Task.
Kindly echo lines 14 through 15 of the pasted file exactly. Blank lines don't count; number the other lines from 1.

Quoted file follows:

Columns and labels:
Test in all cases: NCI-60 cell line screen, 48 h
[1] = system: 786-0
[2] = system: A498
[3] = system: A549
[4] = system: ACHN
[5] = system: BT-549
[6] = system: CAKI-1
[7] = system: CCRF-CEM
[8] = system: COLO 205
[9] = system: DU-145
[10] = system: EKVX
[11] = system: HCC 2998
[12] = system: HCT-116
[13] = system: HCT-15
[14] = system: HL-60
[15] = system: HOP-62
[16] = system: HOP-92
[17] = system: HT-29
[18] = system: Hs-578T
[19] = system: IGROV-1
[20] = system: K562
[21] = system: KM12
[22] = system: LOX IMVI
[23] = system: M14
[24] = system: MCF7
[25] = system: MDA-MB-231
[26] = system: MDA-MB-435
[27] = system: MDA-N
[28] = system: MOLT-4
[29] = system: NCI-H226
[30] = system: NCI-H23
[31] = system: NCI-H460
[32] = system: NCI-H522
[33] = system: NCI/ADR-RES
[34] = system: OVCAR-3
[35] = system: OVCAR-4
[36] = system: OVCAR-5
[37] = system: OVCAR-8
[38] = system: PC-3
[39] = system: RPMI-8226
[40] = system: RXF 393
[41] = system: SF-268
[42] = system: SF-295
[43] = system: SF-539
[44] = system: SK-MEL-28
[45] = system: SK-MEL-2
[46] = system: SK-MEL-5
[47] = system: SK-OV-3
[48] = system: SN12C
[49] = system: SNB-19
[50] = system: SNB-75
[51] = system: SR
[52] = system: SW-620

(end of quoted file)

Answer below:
[12] = system: HCT-116
[13] = system: HCT-15